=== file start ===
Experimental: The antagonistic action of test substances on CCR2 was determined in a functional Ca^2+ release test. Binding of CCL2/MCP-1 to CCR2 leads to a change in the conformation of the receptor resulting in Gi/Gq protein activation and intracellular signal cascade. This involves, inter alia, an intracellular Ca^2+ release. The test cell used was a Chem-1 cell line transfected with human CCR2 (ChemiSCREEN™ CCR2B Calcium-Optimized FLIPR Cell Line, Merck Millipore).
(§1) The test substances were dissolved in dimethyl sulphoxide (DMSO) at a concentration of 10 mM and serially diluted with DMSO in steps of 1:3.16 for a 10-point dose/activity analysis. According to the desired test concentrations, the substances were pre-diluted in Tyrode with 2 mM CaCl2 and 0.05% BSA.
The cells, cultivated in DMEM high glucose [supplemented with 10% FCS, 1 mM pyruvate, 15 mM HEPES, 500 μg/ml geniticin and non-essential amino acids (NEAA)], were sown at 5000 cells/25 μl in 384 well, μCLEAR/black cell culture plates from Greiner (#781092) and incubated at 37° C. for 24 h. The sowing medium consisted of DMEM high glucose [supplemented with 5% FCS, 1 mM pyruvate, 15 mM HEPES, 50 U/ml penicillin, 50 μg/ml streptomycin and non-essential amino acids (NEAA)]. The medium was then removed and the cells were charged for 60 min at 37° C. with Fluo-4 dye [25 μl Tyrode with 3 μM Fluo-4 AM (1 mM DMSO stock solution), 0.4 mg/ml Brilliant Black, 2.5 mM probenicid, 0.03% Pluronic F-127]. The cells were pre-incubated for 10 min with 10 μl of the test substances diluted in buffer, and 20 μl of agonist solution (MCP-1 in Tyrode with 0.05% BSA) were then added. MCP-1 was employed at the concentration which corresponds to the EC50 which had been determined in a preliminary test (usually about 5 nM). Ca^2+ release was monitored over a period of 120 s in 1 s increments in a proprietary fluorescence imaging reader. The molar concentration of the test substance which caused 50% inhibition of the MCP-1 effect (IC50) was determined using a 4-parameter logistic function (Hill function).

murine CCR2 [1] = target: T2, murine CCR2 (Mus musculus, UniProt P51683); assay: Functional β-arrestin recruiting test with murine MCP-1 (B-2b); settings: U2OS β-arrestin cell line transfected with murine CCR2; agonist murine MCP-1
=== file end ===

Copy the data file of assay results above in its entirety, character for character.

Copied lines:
Experimental: The antagonistic action of test substances on CCR2 was determined in a functional Ca^2+ release test. Binding of CCL2/MCP-1 to CCR2 leads to a change in the conformation of the receptor resulting in Gi/Gq protein activation and intracellular signal cascade. This involves, inter alia, an intracellular Ca^2+ release. The test cell used was a Chem-1 cell line transfected with human CCR2 (ChemiSCREEN™ CCR2B Calcium-Optimized FLIPR Cell Line, Merck Millipore).
(§1) The test substances were dissolved in dimethyl sulphoxide (DMSO) at a concentration of 10 mM and serially diluted with DMSO in steps of 1:3.16 for a 10-point dose/activity analysis. According to the desired test concentrations, the substances were pre-diluted in Tyrode with 2 mM CaCl2 and 0.05% BSA.
The cells, cultivated in DMEM high glucose [supplemented with 10% FCS, 1 mM pyruvate, 15 mM HEPES, 500 μg/ml geniticin and non-essential amino acids (NEAA)], were sown at 5000 cells/25 μl in 384 well, μCLEAR/black cell culture plates from Greiner (#781092) and incubated at 37° C. for 24 h. The sowing medium consisted of DMEM high glucose [supplemented with 5% FCS, 1 mM pyruvate, 15 mM HEPES, 50 U/ml penicillin, 50 μg/ml streptomycin and non-essential amino acids (NEAA)]. The medium was then removed and the cells were charged for 60 min at 37° C. with Fluo-4 dye [25 μl Tyrode with 3 μM Fluo-4 AM (1 mM DMSO stock solution), 0.4 mg/ml Brilliant Black, 2.5 mM probenicid, 0.03% Pluronic F-127]. The cells were pre-incubated for 10 min with 10 μl of the test substances diluted in buffer, and 20 μl of agonist solution (MCP-1 in Tyrode with 0.05% BSA) were then added. MCP-1 was employed at the concentration which corresponds to the EC50 which had been determined in a preliminary test (usually about 5 nM). Ca^2+ release was monitored over a period of 120 s in 1 s increments in a proprietary fluorescence imaging reader. The molar concentration of the test substance which caused 50% inhibition of the MCP-1 effect (IC50) was determined using a 4-parameter logistic function (Hill function).

murine CCR2 [1] = target: T2, murine CCR2 (Mus musculus, UniProt P51683); assay: Functional β-arrestin recruiting test with murine MCP-1 (B-2b); settings: U2OS β-arrestin cell line transfected with murine CCR2; agonist murine MCP-1